Large Eddy Simulation of Turbulent Flame Wall Interactions
Work towards PhD degree under the supervision of Prof. Y. Levy & Prof. B. Greenberg
Faculty of Aerospace Engineering
Technion – Israel Institute of Technology
The aim of the present research work is to investigate Turbulent Flame-Wall Interactions (TFWI) in non-premixed combustion using Large Eddy Simulation (LES). The interaction between turbulent flame and wall is an important phenomenon, affecting flame stability, emissions and wall heat transfer. Hence, quantitative evaluation of Turbulent Flame-Wall Interactions can significantly improve engineering design of combustion systems. Turbulent Flame Wall Interaction involves a number of complex physical phenomena such as quenching, changes in turbulence, and high rates of unsteady heat transfer.
In the present work a parallel LES combustion finite volume code was developed to simulate turbulent flame-wall interactions. First, a novel fast Riemann solver using the blending of Riemann Invariants was developed and applied in the code. The Riemann solver was tested for various cases of shock tube problems and two dimensional Riemann problems and was found to be extremely accurate in capturing discontinuities and highly computationally efficient. The non-reacting LES code was validated by testing it on standard test cases such as a free jet, flow past a backward facing step and flow in a ramjet dump combustor and was found to be reasonably accurate when compared with independent experimental data.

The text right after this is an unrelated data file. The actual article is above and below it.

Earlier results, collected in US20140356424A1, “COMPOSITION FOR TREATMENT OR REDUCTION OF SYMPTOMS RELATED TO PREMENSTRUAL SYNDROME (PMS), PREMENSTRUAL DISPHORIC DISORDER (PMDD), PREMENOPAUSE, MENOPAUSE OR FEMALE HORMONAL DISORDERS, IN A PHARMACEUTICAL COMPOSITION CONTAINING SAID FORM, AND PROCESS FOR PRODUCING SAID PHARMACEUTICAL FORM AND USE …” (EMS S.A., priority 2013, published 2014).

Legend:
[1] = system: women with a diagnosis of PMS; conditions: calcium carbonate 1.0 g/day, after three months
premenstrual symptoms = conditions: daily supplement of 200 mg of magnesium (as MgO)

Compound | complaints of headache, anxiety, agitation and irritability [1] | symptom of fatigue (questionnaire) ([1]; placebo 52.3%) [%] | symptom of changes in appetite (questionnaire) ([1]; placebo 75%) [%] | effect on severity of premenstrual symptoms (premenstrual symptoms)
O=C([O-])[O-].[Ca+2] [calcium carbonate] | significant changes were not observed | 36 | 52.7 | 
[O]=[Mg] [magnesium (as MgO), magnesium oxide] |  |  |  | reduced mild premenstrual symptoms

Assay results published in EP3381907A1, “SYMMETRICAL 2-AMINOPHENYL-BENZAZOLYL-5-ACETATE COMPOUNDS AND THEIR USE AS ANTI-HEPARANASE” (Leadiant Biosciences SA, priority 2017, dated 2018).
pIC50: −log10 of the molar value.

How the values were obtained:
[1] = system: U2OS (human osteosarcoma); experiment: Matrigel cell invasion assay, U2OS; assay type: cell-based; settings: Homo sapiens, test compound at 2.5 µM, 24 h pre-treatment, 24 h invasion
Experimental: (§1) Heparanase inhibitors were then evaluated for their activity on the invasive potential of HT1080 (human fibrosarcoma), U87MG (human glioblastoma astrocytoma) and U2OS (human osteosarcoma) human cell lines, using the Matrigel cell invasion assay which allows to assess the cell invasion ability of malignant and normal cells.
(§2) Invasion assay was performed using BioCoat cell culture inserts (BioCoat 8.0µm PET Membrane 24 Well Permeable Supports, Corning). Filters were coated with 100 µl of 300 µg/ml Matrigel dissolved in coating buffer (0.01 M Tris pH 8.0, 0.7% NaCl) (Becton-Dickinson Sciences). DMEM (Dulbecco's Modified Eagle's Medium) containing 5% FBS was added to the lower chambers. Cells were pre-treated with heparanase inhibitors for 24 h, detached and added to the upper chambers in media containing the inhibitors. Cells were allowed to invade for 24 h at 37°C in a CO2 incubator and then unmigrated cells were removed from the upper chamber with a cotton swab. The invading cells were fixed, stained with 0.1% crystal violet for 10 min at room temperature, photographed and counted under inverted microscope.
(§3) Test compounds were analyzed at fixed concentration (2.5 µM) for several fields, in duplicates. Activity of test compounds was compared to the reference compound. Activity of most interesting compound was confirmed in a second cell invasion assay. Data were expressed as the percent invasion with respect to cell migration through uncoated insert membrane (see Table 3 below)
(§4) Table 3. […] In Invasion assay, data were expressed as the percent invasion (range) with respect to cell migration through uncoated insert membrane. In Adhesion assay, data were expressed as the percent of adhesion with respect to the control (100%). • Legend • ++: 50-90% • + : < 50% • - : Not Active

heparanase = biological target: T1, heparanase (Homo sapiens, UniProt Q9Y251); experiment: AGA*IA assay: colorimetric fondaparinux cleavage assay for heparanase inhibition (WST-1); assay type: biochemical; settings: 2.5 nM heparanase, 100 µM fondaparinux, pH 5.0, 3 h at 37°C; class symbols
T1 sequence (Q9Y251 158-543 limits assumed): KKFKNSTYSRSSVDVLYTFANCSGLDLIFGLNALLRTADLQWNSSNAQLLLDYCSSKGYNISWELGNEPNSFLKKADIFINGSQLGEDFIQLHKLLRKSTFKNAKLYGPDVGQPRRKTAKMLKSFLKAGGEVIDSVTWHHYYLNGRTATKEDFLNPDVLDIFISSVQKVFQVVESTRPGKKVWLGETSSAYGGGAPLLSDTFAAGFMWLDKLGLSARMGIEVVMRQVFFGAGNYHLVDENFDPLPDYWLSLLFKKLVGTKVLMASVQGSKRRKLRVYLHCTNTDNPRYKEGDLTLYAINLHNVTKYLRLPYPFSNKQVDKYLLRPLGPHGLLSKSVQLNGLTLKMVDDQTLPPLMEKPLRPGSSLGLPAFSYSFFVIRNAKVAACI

A new approach for modeling non-premixed combustion was used in the present work. The Flame Surface Density combustion model was adapted to the LES framework, modified with suitable closure models, and implemented to simulate non-premixed combustion in a dump ramjet combustor. The simulation was compared to experimental results from the literature and was found to be in sound agreement with experimental data. In order to incorporate the effect of wall interactions with the flame a Flame-Wall Interaction model was adapted, modified and used in the flame surface density framework. The model was found to be successful in predicting the extinction of the flame under quenching conditions. A comprehensive investigation was carried out to study phenomena of quenching of flame lets at the wall, and temporal and spatial changes in heat transfer due to flame wall interaction for various wall temperatures. Cold walls were found to severely inhibit proper ignition of the reaction mixture resulting in complete extinction of the flames due to large heat loss to the wall. Large unsteady heat fluxes were found to be generated near the wall just before extinction. A comprehensive combustion regime analysis was carried out and it was observed that the cold walls affected the turbulence, and hence scalar dissipation rates, lowering the reaction rates and resulting in flame extinction.
The talk will be given in English
Mon, 31-03-2014, 16:30 (Gathering at 16:00)Classroom, ground floor, Library, Aerospace Eng.
Light refreshments will be served before the lecture